Despite some serious pain issues we arrived at the Berber camp, a set of blanket constructed tents sitting in a valley of huge sand dunes. We had left the oasis at dusk and arrived at the camp under a vast night canopy of stars. Our shared tent accommodations were quickly sorted out and we were instructed to take a walk while food was being prepared. As the only direction to walk was straight up the neighbouring dune, we did as we were told. The climb was a killer. Imagine going up a sleep incline in soft shifting sand. Half an hour later, and after many rests, 8 of the original 15 summited the crest of the dune. What a sight for miles around. We laid on our backs and were swallowed by the incredible blackness and light of the night sky. After the traditional group photos we yahooed our way at high speed down the side of the dune to the camp.

We were then ushered into the communal tent were we formed a large circle and became one with our hosts

Monday, March 12, 2007

Morocco Day 5

The good news is that I finally found a hi speed internet place, in the old town where I stay, and with a somewhat English keyboard. Picture a keyboard that has Arabic figures and the english letters are all in different places. I am not going to even think about spell check at this point, just happy to have got this far. The bad news is serious tummy turmoil, from what I do not know. Thank god for my little first aid kit and Toms magic tummy pills. I managed a triple scoop bowl of gelato today so far and it only cost thirty cents cdn. I still remember the same gelato in Italy for several dollars in price. I expect to eat little more as the day goes on. The other bad news is that there will be no postcards. I promptly lost my little black book with all the addresses. I would appreciate some of the important ones emailed to me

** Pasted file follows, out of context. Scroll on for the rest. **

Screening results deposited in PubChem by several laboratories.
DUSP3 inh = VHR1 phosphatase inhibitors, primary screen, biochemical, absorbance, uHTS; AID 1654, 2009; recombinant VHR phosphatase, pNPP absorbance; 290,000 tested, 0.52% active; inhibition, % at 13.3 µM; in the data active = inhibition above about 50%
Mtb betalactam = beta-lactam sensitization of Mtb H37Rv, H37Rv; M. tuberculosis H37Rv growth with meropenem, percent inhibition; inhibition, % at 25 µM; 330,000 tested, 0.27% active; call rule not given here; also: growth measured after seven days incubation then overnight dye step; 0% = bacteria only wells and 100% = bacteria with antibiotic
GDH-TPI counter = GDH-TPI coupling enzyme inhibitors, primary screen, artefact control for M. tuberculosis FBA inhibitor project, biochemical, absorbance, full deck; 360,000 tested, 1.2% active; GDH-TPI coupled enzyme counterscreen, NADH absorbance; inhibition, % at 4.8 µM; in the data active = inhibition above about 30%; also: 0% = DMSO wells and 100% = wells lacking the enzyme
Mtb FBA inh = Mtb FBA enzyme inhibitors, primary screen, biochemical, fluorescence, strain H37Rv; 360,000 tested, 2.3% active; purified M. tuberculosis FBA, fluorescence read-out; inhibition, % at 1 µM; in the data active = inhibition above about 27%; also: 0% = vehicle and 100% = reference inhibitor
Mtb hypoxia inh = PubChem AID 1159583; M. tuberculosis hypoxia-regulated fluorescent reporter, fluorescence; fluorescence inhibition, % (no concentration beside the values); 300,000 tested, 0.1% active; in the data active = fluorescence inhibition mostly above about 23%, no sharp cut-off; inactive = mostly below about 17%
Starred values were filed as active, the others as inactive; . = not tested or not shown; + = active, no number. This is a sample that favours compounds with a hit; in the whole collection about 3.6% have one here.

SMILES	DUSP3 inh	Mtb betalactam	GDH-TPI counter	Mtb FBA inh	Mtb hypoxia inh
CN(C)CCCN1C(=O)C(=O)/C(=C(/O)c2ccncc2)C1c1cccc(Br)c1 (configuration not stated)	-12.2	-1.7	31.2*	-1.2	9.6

Morocco, how can I best describe it?

The smells
Dried Donkey dung dust whipped up by evening winds. Endless rows of aromatic spice stalls. Incense mixed with essence of latrine. The exhaust of thousands of little scooters racing along the streets and through the back alleys. Hashish burning in late night dark corners.The smoke from dozens of food stalls that magically appear each afternoon and gone by the morning.

The sights
Beggars on every corner in the most horrendous conditions. Wealthy Moroccans in rich flowing gowns and fashionable sunglasses. Back streets lined with small stores and shops with storekeepers shouting and tugging at your sleeves. Thousands of tourists and locals of every flavour and nationality like I have never experienced before and they are crammed together into the smallest of spaces. Everything is well utilized here especially space. It is just like a ongoing movie. And cats everywhere.

The noise
Endless noise, shouting vendors, long arguments, the wailing call to prayer 4 times a day, the snake charmers flutes, the African drum troupes, the clopping of horse drawn carriages and heavily laden donkey carts, the vehicles dodging in and out of traffic, oblivious to pedestrians, the silence of a Haman spa.

The experience
Ordering food that you have no idea of its origin or taste. Dodging scooters, bicycles, carts, cars, carriages, and people in streets that are ten feet wide in places. Being offered a carpet for my fifteen year old t shirt, being offered 3000 camels for my camera. A one hour totally muscle tearing Moroccan massage. Drinks around the pool in an upscale hotel with some new found friends then back to my fourteen dollar a night room in the old town.

The Plan
I leave Wednesday via mini van to cross the high atlas mountains, sleep in a tent on the dessert, and do some camel riding. Back for a few days then off to the coast to an old historic city on the Atlantic. After that I do not know.

Meanwhile I will keep to the right, it is traditional you know, or so I have been told by the dozens of instant guides that show up beside me matching my pace and asking the same questions:

Where you from?
Ah Kebec.
No British Columbia
Where you going?
For a walk
I show you tanneries (which means their friend the carpet seller)
OK my friend I take you there anyway.
Been there, done that, got the smell, au revior mon ami